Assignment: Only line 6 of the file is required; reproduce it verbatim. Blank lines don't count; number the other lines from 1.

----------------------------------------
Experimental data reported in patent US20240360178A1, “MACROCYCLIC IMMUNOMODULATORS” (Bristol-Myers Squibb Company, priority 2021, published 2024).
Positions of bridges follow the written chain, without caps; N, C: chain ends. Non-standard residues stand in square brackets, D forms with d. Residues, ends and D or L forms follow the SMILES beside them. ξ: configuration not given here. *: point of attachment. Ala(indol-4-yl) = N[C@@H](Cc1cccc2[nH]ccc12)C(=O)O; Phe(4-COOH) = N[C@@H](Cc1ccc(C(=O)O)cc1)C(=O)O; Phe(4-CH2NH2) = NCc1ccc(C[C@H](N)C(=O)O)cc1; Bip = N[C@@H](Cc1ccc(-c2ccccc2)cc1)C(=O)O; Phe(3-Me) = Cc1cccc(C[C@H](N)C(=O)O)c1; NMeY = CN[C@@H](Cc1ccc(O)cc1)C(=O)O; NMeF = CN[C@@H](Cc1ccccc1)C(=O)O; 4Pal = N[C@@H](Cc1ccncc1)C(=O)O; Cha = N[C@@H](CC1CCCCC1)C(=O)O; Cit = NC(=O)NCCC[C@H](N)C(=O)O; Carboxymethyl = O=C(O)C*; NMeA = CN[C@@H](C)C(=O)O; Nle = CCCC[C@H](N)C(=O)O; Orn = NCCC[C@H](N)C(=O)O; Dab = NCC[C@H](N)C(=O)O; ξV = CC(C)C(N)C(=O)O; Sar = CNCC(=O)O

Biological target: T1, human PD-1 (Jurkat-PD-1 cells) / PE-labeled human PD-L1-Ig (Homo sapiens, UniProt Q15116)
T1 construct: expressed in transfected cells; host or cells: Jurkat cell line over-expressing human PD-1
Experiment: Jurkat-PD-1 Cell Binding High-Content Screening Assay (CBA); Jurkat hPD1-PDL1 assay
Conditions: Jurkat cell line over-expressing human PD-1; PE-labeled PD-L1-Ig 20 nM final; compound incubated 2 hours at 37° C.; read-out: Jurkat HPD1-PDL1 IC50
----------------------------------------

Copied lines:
Conditions: Jurkat cell line over-expressing human PD-1; PE-labeled PD-L1-Ig 20 nM final; compound incubated 2 hours at 37° C.; read-out: Jurkat HPD1-PDL1 IC50